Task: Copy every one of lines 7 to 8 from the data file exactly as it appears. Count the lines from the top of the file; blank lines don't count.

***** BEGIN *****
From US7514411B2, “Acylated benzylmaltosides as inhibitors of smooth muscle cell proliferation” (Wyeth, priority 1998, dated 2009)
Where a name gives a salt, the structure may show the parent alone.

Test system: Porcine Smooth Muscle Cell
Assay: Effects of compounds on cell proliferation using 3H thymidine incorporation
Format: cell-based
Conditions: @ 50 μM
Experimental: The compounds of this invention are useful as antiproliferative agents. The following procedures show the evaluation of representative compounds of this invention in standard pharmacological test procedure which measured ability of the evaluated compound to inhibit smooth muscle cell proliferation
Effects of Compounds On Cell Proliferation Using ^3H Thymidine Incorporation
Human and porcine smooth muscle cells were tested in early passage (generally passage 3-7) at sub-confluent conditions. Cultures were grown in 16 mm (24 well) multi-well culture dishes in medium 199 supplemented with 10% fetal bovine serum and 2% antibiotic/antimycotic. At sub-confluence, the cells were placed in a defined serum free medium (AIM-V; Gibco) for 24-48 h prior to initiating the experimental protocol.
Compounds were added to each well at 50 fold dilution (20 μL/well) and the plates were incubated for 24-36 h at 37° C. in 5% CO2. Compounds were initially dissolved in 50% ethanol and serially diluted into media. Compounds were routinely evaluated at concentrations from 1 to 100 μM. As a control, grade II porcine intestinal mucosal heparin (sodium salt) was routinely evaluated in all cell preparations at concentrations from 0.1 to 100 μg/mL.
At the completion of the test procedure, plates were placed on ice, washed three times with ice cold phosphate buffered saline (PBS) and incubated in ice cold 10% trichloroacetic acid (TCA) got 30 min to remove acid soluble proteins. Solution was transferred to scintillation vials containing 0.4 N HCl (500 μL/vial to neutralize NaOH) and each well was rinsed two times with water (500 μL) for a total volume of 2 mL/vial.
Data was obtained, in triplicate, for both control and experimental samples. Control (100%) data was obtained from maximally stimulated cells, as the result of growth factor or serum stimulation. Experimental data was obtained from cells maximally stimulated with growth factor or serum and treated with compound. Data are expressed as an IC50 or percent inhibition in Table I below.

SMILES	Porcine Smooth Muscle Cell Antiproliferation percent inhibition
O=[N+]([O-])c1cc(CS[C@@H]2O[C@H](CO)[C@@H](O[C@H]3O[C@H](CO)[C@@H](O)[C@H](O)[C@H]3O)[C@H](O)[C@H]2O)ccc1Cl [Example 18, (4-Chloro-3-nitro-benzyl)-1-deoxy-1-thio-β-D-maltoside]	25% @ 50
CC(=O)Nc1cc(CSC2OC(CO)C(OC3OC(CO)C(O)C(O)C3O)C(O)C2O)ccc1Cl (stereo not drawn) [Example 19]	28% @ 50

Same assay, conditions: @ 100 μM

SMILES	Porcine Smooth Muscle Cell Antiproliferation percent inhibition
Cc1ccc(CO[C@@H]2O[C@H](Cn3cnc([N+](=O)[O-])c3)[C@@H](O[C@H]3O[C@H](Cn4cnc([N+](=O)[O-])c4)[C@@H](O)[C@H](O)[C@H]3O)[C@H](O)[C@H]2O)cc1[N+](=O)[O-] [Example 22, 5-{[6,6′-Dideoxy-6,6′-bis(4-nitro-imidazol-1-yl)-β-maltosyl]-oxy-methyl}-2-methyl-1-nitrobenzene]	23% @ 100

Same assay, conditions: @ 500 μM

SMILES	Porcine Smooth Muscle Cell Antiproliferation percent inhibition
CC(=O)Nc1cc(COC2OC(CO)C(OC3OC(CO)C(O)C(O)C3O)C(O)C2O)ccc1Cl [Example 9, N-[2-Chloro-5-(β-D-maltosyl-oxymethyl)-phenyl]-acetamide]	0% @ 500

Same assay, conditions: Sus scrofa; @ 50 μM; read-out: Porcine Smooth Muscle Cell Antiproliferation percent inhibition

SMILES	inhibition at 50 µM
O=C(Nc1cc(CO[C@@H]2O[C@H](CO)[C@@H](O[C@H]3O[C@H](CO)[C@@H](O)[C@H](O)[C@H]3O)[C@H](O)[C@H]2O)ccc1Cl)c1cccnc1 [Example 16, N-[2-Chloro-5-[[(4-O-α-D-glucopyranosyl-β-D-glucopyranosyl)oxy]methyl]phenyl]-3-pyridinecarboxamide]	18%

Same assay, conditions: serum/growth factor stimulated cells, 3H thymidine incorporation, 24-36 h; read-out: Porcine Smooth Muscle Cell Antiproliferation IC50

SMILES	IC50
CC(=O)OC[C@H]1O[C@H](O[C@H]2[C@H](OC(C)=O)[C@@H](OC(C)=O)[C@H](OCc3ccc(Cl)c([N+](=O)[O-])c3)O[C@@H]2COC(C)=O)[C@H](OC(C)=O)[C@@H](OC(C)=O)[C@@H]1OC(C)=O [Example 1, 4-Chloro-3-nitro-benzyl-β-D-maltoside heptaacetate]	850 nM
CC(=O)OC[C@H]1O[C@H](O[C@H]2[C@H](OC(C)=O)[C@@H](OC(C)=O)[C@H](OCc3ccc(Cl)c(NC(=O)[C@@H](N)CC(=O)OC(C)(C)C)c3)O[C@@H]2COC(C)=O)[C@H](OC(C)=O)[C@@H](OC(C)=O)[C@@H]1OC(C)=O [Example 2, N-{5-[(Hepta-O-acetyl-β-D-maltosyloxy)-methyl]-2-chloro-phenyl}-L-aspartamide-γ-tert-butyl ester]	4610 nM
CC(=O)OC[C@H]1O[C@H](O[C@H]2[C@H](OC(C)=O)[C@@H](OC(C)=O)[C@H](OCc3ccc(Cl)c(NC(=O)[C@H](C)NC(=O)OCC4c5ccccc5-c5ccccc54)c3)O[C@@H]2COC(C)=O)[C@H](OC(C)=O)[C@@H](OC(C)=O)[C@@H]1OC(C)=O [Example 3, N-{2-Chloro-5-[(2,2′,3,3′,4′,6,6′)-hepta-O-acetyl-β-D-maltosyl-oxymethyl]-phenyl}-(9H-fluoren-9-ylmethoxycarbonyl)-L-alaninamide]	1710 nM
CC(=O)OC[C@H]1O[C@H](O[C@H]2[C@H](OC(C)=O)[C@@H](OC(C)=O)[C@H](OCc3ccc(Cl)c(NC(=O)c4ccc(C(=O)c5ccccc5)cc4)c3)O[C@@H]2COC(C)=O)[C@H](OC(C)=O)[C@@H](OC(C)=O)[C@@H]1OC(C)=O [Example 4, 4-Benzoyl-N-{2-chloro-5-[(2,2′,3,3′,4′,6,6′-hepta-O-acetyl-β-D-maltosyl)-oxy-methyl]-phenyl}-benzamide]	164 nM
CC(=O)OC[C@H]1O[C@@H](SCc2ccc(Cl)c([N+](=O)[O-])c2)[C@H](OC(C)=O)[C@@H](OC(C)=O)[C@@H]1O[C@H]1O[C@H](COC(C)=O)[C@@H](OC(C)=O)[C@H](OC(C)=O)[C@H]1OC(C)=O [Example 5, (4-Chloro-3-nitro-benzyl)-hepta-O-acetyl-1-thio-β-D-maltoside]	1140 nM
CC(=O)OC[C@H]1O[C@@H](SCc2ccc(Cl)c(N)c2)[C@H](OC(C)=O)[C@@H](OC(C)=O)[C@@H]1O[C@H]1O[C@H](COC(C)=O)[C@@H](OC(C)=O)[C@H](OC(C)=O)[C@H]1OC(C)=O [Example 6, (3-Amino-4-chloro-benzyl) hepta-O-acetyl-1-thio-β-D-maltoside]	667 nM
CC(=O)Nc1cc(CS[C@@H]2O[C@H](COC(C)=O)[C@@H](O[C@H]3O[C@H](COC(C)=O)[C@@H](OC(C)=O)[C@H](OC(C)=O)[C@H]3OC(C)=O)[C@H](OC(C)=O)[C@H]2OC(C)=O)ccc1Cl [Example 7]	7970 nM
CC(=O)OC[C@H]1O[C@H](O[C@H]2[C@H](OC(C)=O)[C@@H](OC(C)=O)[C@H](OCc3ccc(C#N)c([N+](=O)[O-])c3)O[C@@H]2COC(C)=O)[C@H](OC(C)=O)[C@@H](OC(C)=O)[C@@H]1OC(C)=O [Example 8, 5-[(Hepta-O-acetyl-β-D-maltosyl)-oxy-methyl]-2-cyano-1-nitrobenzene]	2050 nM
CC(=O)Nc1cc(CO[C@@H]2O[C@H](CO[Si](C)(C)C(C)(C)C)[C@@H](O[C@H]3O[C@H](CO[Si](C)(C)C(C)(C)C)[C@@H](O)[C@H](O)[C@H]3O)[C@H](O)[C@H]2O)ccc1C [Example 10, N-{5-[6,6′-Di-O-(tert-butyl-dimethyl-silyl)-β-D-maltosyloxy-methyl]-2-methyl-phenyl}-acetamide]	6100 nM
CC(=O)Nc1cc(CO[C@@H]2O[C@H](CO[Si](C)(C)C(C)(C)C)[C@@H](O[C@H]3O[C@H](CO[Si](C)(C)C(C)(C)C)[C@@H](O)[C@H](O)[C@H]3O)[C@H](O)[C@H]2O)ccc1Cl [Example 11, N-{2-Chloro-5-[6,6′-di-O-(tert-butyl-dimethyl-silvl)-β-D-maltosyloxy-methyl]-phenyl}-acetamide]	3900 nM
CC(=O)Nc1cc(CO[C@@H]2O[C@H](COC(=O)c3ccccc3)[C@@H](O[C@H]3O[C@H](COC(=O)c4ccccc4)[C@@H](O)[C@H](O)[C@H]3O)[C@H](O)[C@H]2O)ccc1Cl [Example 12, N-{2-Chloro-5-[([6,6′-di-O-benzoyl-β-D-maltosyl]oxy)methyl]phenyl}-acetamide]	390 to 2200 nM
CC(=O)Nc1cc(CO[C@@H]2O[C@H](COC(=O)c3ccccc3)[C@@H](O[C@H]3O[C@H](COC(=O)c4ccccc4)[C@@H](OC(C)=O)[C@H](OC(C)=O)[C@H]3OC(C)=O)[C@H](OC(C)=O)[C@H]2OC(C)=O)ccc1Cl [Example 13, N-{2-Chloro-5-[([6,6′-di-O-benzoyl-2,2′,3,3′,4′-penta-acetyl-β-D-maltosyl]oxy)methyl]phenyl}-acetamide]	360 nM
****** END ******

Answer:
Experimental: The compounds of this invention are useful as antiproliferative agents. The following procedures show the evaluation of representative compounds of this invention in standard pharmacological test procedure which measured ability of the evaluated compound to inhibit smooth muscle cell proliferation
Effects of Compounds On Cell Proliferation Using ^3H Thymidine Incorporation